It’s hard not to see an ad these days for the new breed of TVs called “Smart TV.” It used to be that a TV had a few inputs for video sources and some built in speakers. The most important things were how big the picture was and how good it looked. In the race to get you to replace your TV sooner than you may need to, TV vendors have jumped on the “Smart” bandwagon. So just what is a Smart TV, and does it know how to do your taxes?
Simply, a Smart TV has a suite of apps that give you access to various streaming services (and more). Some have a built in camera for Skype calls and it’s now becoming popular to include a few basic video games.
I think there are basically two types of use cases for a TV in a home in America. First, there is a TV with no additional speakers of any type. Secondly, there’s a TV with some sort of speaker system connected either through a sound bar or surround system. This distinction will help you decide if a Smart TV is really important or if you should get your apps a different way.
First of all: if using Skype is important to you, that feature is pretty cool. You also don't need surround sound for Skype (more on that later).
I want a really good user experience as I try to navigate my way through the apps. With more people cutting the subscription TV cord, the number of apps has exploded. If you want to go beyond Netflix basics, navigating apps can be daunting. So let's think about that for a minute. There are other ways to use these apps besides having them embedded in your TV. Apple TV and Roku immediately come to mind. Do Apple or Roku get you to buy their app because they also make a TV? No, the only reason they exist to enable app access through great user interfaces. If you try to navigate apps from a Smart TV compared to navigating Apple TV or Roku, the Smart TV gets crushed. They are all terrible in comparison! Apple and Roku have huge design interface teams focused on the user experience, where a TV vendor is throwing app access in as another feature.
There is another curve ball in navigation. When you connect an Apple TV, Roku, Blu-ray, cable or satellite box to your TV, it’s either switched through a surround sound receiver/processor or through various TV inputs. Smart TV apps are slightly different animals. Once you get to the TV app section, getting out of it is not as simple as choosing another input. It typically requires several presses of the exit button which, to me, is not as convenient as choosing a different source.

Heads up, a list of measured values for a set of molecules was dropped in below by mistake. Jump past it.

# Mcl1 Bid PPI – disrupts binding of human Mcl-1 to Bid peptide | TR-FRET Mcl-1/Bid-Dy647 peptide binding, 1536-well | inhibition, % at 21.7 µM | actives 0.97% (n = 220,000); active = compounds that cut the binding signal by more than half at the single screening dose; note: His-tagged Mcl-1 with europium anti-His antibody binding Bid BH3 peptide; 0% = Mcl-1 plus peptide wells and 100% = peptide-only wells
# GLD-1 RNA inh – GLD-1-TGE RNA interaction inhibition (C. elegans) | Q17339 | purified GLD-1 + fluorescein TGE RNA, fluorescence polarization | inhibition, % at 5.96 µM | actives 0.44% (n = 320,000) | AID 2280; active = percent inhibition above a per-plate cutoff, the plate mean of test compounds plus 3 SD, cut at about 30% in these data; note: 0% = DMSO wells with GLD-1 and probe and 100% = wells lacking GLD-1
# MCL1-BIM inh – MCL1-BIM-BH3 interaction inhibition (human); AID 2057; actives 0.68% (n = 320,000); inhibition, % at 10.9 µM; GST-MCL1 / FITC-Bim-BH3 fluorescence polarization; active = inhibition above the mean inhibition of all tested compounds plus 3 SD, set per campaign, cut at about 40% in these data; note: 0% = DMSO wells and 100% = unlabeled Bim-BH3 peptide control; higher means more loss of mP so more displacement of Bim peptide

If you cut the cord and want the largest variety of streaming content available, there is no question who the winner is: Roku. I just tried out their latest unit (which sells for a mere $99) and it has an unbelieveable 1475 different streaming apps embedded, and is growing every day! Their search features for finding different apps are fantastic as well. No one else is even close.
Now let’s talk about sound. Let’s say you have a pretty good surround sound system and really enjoy how it improves your viewing experience. If you use Smart TV apps, you have to get the audio back to your system somehow. There are two choices: using the digital out from the TV or (if you have a fairly new surround system and TV) using what’s called the audio return channel via HDMI. Did you know that most TVs only send out stereo from their digital output and not surround sound? Well, that's not great! Using the audio return channel (ARC is the term you will see) can work pretty well, but is somewhat like the early days of HDMI. The idea is when you use the TV as the source, the HDMI cable normally feeding a picture to your TV from the receiver is used in reverse to send audio from the TV back down the cable. When this works, it works well. However, we've seen many instances where there is some kind of incompatibility issue and there is intermittent or no sound.
So what's the bottom line? If you have only a TV and are using built in speakers, a Smart TV is not a bad idea. Even in this case, though, spending a few extra bucks for an Apple TV or Roku and an HDMI cable will be worth it just from a user interface and app variety experience. If you have a surround system, I think it’s a no brainer. Use a Roku, Apple TV or both (more on that in another blog post). Frankly, I wish the TV vendors would take a hint from high performance audio companies and instead of spending money developing smart apps make it easier to adjust TVs for the best picture. And speaking of best picture: I tested the video quality of streaming services and got results not even close to what I was expecting. You can read about it in my next post about my streaming video test.